What is Whistleblowing?

In short, whistleblowing is raising a concern about wrongdoing.

There are other, more comprehensive, definitions.

Whistleblowing has been variously defined as :

“............a process whereby a person perceives an activity to be illegal, unethical or immoral and discloses this activity 1 ."

or

“............a term used when someone who works in or for an organisation ...raises a concern about possible fraud, crime, danger or other serious risk that could threaten customers, colleagues, shareholders, the public or the organisation’s own reputation 2 ”.

An example of whistleblowing in a private sector organisation would be an employee raising a concern about fraud where she reasonably believed that her manager had been misappropriating company funds for his personal benefit.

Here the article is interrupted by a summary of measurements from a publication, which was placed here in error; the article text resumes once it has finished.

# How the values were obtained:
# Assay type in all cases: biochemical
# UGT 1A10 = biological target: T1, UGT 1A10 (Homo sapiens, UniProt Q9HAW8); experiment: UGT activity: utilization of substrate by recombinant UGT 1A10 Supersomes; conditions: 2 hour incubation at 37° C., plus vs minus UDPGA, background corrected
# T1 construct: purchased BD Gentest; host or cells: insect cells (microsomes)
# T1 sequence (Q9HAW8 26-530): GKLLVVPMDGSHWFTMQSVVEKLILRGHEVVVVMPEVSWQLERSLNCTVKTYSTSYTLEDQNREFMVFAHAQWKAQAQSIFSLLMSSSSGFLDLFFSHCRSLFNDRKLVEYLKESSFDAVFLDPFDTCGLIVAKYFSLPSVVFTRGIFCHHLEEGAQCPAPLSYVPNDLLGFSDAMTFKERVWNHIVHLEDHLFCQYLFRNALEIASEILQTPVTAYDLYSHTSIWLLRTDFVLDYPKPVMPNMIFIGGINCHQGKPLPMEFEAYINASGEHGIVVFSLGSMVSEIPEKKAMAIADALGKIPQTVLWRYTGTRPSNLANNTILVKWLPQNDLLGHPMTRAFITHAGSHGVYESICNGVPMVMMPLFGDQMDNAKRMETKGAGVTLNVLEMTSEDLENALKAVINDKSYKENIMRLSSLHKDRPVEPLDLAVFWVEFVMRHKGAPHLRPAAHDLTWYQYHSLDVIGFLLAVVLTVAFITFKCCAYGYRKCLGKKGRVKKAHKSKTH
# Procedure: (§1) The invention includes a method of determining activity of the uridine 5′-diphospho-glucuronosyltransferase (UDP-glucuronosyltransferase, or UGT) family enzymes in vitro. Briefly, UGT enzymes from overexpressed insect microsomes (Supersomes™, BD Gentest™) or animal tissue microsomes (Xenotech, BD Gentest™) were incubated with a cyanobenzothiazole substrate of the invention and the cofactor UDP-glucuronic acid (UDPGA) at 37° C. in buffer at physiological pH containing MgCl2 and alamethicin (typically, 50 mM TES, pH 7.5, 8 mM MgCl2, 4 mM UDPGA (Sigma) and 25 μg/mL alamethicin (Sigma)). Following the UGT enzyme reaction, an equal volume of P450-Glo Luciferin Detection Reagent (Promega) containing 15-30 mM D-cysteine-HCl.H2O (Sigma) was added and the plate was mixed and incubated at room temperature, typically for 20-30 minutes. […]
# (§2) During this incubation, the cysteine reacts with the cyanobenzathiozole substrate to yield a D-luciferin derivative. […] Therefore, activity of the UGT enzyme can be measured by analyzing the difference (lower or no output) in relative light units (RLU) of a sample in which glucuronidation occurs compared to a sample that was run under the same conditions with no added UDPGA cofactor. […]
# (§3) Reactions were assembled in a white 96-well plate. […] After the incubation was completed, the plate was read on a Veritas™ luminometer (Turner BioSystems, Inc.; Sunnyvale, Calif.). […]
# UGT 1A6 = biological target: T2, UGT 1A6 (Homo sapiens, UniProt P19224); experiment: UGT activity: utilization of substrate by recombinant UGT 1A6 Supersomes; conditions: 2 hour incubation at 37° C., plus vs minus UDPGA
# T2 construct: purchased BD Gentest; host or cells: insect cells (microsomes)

An example of whistleblowing in a public body would be an employee of a Local Authority raising a concern that he reasonable believed that the Authority was breaching health and safety rules by failing to take adequate measures to protect the quality of drinking water.

To see some case studies which provide examples of whistleblowing, click here.

1 Disclosure of Information: duty to inform and whistleblowing. Oireachtas Library & Research Service 12/2011
2 Whistleblowing Arrangements Code of Practice PAS 1998:2008. British Standards Institute

This project has been supported by Kildare Local Enterprise Office which is co-funded by the Irish Government and the European Union under Ireland's EU Structural Funds Programmes 2007 - 2013.